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Public Pension Funding Shortfalls

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I stated in “Will You Need to Work Until 70?” [4] that ever increasing levels of government debt may cause problems for those expecting pension benefits from public sector employment.

I read an article today that reinforces my view. 

U.S. Public Pensions are Inadequately Funded

According to Reuters [5], state pension plans are inadequately funded.

A survey by Loop Capital Markets found only 58 of 149 state-level public pension plans it reviewed were funded at 80 percent or more, a level that is considered healthy.

61% of the plans reviewed are not in good health. Note that good health is only considered 80% fully funded. I guess if I amputate an arm, I am still healthy as I have 3 of 4 appendages in place.

The Takeaway

Whether you work for the State of Hawaii or a private company in Switzerland, it does not matter.

You always need to monitor the health of any pension plan of which you are a member.

Never blindly assume that what you think you will receive upon retirement at some future date is what you will actually receive. If the plan is seriously underfunded, the plan sponsor gets into financial difficulty, actual plan investment returns do not meet assumptions, etc., you may not receive what you expect.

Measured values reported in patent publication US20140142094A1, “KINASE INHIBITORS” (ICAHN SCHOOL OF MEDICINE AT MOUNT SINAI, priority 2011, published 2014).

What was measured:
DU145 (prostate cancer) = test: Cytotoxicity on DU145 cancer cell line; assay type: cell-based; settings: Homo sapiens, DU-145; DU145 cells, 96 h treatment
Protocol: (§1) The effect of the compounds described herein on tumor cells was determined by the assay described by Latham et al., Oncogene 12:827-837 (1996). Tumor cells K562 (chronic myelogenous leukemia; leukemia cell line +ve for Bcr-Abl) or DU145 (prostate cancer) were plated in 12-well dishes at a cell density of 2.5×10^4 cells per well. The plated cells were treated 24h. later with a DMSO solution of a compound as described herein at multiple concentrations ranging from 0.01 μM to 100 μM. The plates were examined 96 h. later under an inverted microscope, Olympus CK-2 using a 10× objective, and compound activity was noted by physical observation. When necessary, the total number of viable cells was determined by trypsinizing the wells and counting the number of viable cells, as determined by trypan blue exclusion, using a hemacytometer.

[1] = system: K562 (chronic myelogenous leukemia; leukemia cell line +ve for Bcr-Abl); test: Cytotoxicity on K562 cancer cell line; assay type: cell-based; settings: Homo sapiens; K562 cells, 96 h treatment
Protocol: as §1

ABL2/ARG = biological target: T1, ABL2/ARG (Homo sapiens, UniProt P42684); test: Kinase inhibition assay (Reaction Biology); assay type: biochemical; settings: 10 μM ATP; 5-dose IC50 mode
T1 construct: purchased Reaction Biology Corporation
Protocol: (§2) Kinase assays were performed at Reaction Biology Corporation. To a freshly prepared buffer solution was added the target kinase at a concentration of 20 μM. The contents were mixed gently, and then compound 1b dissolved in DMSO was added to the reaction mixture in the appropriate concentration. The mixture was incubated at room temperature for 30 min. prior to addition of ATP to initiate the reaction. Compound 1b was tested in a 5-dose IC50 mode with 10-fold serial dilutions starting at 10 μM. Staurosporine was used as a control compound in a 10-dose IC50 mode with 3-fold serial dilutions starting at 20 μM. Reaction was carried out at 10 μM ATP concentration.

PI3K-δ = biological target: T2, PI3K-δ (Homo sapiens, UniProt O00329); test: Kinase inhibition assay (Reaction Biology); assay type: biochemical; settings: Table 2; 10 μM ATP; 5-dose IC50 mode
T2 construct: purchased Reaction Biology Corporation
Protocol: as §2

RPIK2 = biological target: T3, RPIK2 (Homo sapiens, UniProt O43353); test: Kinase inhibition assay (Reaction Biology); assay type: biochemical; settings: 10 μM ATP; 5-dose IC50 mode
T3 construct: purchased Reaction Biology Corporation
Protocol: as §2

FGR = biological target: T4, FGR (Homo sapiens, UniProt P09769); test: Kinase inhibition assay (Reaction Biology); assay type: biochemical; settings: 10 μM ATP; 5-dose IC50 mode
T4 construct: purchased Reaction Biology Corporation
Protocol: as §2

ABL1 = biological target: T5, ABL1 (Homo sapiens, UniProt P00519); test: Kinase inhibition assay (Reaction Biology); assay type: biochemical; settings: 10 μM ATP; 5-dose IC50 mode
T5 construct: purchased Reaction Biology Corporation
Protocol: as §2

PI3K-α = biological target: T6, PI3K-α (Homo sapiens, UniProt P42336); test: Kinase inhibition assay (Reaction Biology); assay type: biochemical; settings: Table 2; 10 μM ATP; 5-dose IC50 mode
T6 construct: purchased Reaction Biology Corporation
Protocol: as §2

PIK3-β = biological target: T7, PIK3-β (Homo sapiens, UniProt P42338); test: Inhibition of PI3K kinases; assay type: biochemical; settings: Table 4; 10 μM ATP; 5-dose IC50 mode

I would also review the assumptions being used in pension calculations. If the pension is assuming annual portfolio returns of 10% and it is only earning 3%, there will be a shortfall based on accumulated performance. Interesting assumptions are always integral to less than stellar pension plans.

For a pension plan with funding and assumption issues, see this biting analysis of CalPERs [6].

As an aside, this is a key reason I prefer fully funded defined contribution pension plans over defined benefit plans. It is better to know what is actually in your pension plan than having to rely on a promise for a future income stream that may or may not be possible.

If you do see that your employee pension plan has issues, do what you can to make management get funding back to acceptable levels. You may not have much leverage, but make your voice heard.

And, to the greatest extent possible, increase contributions to any personal retirement accounts. This may provide some protection should the employee pension face cash flow shortages and you start receiving less than you planned for.